... If you receive this message, do -not- click any links or open -any- attachments that it contains..."
9 July 2014 - E-ZPass themed emails lead to Asprox
___GameOver Zeus mutates - launches Attacks
July 10, 2014 - "... -new- trojan based heavily on the GameOver Zeus
binary. It was distributed as the attachment to three spam email templates, utilizing the simplest method of infection through which this trojan is deployed... we saw spam messages claiming to be from NatWest
... we saw spam messages with the subject “Essentra PastDue” like these:
... The longest lasting of the spam campaigns was imitating M&T Bank, with a subject of “E100 MTB ACH Monitor Event Notification. That campaign is still ongoing as of this writing.
The three spam campaigns each had a .zip attachment. Each of these contained the same file in the form of a “.scr” file with the hash:
At this timestamp (1600 Central time, 7 hours after we first noticed the spam campaign) the detection rate at VirusTotal is 10/54:
Once the attachment was opened and the malware payload executed, the malware began to make attempts to contact certain websites in accordance with a domain generation algorithm. The goal of these contact attempts is to make contact with a server that can in turn provide instructions to the malware. Many sandboxes would have failed to launch the malware, as the presence of VMWare Tools will stop the malware from executing. Other sandboxes would not have noticed the successful connection
, because the malware took between 6 and 10 minutes to randomly generate the single domain name that was used successfully to launch the new Zeus trojan and download the bank information “webinject” files from the server. The Domain Generation Algorithm is a method for a criminal to regain access to his botnet. Based on the current date, random-looking domain names are calculated and the malware reaches out via the Internet to see if that domain exists... Malcovery analysts confirmed with the FBI and Dell Secure Works that the original GameOver Zeus is still "locked down". This new DGA list is not related to the original GameOver Zeus but bears a striking resemblance to the DGA utilized by that trojan. In addition to a new DGA, the malware seems to have traded its Peer to Peer Infrastructure for a new Fast Flux hosted C&C strategy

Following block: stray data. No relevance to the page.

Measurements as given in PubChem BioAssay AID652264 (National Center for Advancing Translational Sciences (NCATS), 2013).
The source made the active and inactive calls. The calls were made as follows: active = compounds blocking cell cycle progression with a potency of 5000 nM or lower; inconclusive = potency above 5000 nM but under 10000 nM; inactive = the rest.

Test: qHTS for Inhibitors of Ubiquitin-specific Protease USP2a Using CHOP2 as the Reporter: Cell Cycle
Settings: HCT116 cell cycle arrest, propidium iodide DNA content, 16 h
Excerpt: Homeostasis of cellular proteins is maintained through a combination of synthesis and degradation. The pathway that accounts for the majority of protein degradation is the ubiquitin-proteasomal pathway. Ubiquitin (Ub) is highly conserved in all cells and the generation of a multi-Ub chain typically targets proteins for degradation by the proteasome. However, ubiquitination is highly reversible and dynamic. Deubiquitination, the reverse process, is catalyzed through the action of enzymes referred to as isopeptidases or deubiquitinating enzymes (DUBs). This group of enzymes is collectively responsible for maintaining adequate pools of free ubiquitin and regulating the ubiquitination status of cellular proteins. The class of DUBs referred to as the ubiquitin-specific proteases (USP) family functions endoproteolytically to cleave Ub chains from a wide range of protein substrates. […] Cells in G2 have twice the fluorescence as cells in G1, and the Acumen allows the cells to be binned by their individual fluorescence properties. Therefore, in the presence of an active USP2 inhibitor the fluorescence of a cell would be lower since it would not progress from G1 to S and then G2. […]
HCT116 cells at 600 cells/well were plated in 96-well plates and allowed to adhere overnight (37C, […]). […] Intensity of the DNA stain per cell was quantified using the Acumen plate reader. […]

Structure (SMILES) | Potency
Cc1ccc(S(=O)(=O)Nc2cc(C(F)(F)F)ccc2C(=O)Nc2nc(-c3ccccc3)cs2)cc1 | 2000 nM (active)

... This discovery indicates that the criminals responsible for GameOver’s distribution do not intend to give up on this botnet even after suffering one of the most expansive botnet takeovers/takedowns in history..."
13 June 2014
___SCAMS: Free Movies - Reel Deal?
July 11, 2014 - "... We often see Netflix themed sites used as a -bait-
so this one immediately caught our eye... The end user is presented with a number of surveys and offers, one of which has to be completed to obtain the “free account”. They lead to a variety of places:
We tried to “unlock” the supposed text file to see what happened next, by installing two separate offers – a “TV toolbar” and a “We love games community toolbar”.
In both cases, nothing was unlocked and we saw no evidence of text files. What we did have, were two potentially unwanted programs
which a regular user would only have installed to get the text file in the first place. You’re better off avoiding sites which promise “free” signups to websites and services, and buying directly from the real thing. More often than not, you can never be sure if what you’re receiving is legit or will be shut down by the service provider. And of course, in many cases what you’ll be getting your hands on after signing up to offers or downloading programs will be little more than thin air..."